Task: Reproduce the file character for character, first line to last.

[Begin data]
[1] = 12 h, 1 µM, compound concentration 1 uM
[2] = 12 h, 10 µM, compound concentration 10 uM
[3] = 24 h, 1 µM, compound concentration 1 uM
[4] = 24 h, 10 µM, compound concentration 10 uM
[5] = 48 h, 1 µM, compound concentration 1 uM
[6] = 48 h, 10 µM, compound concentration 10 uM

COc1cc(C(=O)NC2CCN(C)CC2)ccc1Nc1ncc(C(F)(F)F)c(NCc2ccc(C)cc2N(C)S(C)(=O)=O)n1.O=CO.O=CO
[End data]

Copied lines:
[1] = 12 h, 1 µM, compound concentration 1 uM
[2] = 12 h, 10 µM, compound concentration 10 uM
[3] = 24 h, 1 µM, compound concentration 1 uM
[4] = 24 h, 10 µM, compound concentration 10 uM
[5] = 48 h, 1 µM, compound concentration 1 uM
[6] = 48 h, 10 µM, compound concentration 10 uM

COc1cc(C(=O)NC2CCN(C)CC2)ccc1Nc1ncc(C(F)(F)F)c(NCc2ccc(C)cc2N(C)S(C)(=O)=O)n1.O=CO.O=CO